Researchers from the Galician Institute of High Energy Physics (IGFAE) of the USC develop and install a cosmic ray detector at the ORCA observatory of the scientific base “Juan Carlos I”, on Livingston Island in Antarctica. This device, already in operation, will accurately measure electrons and muons to study solar activity and the conditions of the Earth’s atmosphere.
Much progress has been made in understanding the origin and nature of cosmic rays since Austrian physicist Victor Hess discovered them in 1912 flying in a hot air balloon at 5,300 m. While we know that almost all of these particles are hydrogen nuclei and of all the elements of the periodic table, the causes for which they reach energies far superior to those achieved by the most powerful accelerators are not entirely known. The same occurs when determining its origin; it is practically impossible, except for the most energetic particles. There are also low energy cosmic rays coming from the Sun, which is the so called solar wind. Its intensity increases with solar activity and its effects, in the form of a magnetic storm, on communications and global positioning systems such as GPS and other electronic devices can be disastrous. Therefore, it is essential to improve the early detection techniques of these events to prevent their impact as much as possible.
For this purpose, researchers of the Galician Institute of High Energy Physics (IGFAE) of the University of Santiago (USC) developed a cosmic ray detector that has finally been installed in the scientific base “Juan Carlos I”, located in the Livingston Island of Antarctica. After its transfer to the “Hespérides” Oceanographic Research Vessel, the team completed the commissioning of TRISTAN last December as part of the Antarctic Observatory of Cosmic Rays (ORCA). The detector will collect data until the arrival of the southern summer in March to analyze solar activity and the effect of the Earth’s magnetic field on the propagation of cosmic rays.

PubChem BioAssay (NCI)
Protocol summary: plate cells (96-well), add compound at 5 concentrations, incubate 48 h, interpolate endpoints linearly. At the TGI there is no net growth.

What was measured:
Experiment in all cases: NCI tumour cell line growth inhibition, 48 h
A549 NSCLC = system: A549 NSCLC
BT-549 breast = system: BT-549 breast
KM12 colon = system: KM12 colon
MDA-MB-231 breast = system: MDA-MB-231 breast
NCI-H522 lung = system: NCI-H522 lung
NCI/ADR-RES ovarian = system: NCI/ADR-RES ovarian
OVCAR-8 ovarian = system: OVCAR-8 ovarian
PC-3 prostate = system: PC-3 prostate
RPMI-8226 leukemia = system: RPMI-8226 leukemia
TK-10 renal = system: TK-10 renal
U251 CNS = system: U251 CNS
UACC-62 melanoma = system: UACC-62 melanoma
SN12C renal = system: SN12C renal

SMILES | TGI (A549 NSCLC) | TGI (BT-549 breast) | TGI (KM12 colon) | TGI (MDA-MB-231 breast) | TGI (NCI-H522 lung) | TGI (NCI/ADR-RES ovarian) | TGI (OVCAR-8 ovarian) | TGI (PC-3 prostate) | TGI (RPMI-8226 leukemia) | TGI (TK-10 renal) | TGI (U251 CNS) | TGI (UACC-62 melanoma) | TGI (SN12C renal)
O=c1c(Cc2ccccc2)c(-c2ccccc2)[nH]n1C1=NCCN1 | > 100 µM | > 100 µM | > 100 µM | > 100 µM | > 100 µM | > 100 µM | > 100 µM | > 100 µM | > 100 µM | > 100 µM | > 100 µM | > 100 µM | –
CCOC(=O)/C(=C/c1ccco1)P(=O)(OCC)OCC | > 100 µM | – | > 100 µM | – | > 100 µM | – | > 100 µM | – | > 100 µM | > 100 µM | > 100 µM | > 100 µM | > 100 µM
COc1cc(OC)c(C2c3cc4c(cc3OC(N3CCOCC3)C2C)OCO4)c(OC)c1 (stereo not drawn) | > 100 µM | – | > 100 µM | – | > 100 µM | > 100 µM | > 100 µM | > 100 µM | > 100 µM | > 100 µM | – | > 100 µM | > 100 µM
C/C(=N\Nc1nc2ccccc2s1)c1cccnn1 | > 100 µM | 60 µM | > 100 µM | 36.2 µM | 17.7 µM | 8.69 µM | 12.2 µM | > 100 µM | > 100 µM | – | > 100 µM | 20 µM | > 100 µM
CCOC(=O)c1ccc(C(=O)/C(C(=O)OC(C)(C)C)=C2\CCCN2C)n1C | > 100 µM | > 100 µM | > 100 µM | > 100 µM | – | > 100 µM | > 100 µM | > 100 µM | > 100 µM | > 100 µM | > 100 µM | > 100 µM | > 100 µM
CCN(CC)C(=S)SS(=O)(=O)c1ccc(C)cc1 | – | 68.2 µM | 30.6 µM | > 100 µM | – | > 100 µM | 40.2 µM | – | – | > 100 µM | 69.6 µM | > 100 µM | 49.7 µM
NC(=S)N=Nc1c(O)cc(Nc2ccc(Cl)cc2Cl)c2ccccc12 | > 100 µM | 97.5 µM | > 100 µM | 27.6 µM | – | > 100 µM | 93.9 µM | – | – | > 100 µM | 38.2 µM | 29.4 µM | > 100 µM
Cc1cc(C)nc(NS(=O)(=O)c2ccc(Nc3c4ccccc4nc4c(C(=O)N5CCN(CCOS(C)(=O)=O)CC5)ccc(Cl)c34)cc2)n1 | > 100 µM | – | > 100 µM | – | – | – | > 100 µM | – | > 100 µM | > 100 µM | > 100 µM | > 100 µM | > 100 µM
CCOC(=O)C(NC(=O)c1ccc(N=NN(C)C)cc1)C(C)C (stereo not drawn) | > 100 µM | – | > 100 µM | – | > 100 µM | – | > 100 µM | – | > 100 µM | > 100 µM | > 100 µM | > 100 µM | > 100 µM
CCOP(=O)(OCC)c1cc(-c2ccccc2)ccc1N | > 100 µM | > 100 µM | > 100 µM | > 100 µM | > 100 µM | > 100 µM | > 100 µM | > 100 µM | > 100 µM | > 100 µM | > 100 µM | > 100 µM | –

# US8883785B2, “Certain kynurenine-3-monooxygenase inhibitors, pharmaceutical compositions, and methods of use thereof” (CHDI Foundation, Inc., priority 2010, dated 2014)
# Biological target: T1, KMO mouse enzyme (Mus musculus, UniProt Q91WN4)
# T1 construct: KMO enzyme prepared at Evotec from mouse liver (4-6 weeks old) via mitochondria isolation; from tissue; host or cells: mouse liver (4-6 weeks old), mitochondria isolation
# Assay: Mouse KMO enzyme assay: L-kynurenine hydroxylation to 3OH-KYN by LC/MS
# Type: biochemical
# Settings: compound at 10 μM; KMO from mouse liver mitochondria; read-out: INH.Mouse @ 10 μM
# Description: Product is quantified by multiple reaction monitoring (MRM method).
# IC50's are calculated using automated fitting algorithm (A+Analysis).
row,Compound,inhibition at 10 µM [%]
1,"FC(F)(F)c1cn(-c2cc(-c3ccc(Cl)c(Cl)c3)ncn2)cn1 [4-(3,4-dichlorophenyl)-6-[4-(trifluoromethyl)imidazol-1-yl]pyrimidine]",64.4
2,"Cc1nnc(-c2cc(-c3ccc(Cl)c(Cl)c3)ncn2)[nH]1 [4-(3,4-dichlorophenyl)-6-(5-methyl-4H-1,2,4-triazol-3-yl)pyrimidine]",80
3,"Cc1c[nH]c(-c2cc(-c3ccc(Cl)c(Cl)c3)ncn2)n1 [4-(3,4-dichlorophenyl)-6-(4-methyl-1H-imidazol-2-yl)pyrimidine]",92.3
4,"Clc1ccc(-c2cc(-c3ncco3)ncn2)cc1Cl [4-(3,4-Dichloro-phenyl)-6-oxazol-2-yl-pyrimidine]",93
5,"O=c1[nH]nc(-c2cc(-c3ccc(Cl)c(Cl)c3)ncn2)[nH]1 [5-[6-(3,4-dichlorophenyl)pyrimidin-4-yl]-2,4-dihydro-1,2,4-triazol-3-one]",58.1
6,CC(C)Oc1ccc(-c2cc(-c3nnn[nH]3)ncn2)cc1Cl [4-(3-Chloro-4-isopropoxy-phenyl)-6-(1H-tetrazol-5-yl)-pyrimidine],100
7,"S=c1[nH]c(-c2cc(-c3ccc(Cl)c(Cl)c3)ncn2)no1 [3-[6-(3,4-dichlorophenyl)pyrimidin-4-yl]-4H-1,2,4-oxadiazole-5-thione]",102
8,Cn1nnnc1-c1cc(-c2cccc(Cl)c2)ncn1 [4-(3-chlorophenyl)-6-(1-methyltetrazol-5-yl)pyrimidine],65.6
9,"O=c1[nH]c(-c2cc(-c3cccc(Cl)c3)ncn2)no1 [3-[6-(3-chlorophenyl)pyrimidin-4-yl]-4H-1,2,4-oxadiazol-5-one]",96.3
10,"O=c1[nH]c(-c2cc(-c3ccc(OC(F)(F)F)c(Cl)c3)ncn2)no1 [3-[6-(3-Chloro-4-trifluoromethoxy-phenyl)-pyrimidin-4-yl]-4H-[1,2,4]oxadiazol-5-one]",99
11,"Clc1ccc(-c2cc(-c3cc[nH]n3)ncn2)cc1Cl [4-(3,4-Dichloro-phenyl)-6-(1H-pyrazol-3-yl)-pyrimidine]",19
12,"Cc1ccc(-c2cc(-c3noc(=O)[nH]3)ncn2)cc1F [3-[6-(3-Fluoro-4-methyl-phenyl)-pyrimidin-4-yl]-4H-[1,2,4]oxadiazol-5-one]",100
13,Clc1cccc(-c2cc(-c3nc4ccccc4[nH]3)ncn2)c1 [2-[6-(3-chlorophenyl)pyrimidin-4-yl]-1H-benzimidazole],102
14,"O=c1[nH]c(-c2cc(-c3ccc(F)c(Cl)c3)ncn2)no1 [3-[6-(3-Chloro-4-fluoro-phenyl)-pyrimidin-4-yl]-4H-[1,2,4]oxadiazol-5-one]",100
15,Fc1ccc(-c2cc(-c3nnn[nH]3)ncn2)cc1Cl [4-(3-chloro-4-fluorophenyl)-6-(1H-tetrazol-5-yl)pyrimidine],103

Measurements from the frozen continent
The Antarctic expedition began at the beginning of November 2019 when the IGFAE researcher and professor of the USC, Juan A. Garzón, and the PhD student, Damián García Castro, left for Cartagena to mount the TRISTAN detector aboard the “Hesperides”. Prof. Garzón accompanied the detector throughout the journey in order to monitor its operation. Throughout it, TRISTAN took data from a particularly interesting region where the Earth’s magnetic shield is slightly weaker and has not yet been studied in detail at the Earth’s Surface level: the so-called South Atlantic Anomaly.
Once on Livingston Island and the “Juan Carlos I” base set up for research puroposes, the TRISTAN detector was put into operation last week of December as part of the ORCA observatory, along with others two detectors developed by the University of Alcalá (UAH), project coordinating center.
TRISTAN (TRASGO for Antarctic Investigation) is a TRASGO type detector that, as a main feature, identify muons and electrons, the secondary particles caused by the interaction of cosmic rays with the Earth’s atmosphere, through a software analysis. It is also able to determine the arrival time, with an accuracy greater than one nanosecond -‒one billionth of a second‒ and the direction of incidence of up to about 20 particles produced in the same interaction. This way some of the properties, direction and energy of the primary cosmic ray could be accessed indirectly.
Complementary data from Santiago
Since 2014, in the LabCAF laboratory of the Faculty of Physics of the USC, another TRASGO type detector has been installed and taking data, but with higher performance: TRAGALDABAS (TRAsGo for the AnaLysis of the nuclear matter Decay, the Atmosphere, the earth B-Field And the Solar activity). “The joint analysis of the data taken simultaneously by both detectors, given its directional capacity and the great distance between them ‒around 13,000 km‒ offers a unique opportunity to significantly improve the results that each of the detectors can offer separately, in particular those related to the possible early detection of magnetic storms,” explains the IGFAE researcher. The measurements with both devices will be studied together with the observations of URAGAN ‒muon detector located at the MEPhI Institute in Moscow‒ to correlate all data sets. In the development of TRISTAN, Laboratory of Instrumentation and Experimental Particle Physics (LIP) in Coimbra, where the detector was built, and the company Hidronav Technologies in Vigo, which redesigned and improved part of the electronics, were inv